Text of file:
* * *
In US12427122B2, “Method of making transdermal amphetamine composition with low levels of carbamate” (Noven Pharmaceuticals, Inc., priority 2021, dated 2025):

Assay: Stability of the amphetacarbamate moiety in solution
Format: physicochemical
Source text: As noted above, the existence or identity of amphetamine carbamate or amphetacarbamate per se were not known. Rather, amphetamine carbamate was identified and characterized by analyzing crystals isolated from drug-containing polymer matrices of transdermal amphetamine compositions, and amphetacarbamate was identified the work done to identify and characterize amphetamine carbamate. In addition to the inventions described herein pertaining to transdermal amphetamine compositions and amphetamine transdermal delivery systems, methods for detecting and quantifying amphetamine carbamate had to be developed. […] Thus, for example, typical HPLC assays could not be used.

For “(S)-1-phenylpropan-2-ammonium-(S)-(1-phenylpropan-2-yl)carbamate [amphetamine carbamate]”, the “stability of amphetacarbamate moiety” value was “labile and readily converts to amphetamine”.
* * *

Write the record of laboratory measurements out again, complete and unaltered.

In US12427122B2, “Method of making transdermal amphetamine composition with low levels of carbamate” (Noven Pharmaceuticals, Inc., priority 2021, dated 2025):

Assay: Stability of the amphetacarbamate moiety in solution
Format: physicochemical
Source text: As noted above, the existence or identity of amphetamine carbamate or amphetacarbamate per se were not known. Rather, amphetamine carbamate was identified and characterized by analyzing crystals isolated from drug-containing polymer matrices of transdermal amphetamine compositions, and amphetacarbamate was identified the work done to identify and characterize amphetamine carbamate. In addition to the inventions described herein pertaining to transdermal amphetamine compositions and amphetamine transdermal delivery systems, methods for detecting and quantifying amphetamine carbamate had to be developed. […] Thus, for example, typical HPLC assays could not be used.

For “(S)-1-phenylpropan-2-ammonium-(S)-(1-phenylpropan-2-yl)carbamate [amphetamine carbamate]”, the “stability of amphetacarbamate moiety” value was “labile and readily converts to amphetamine”.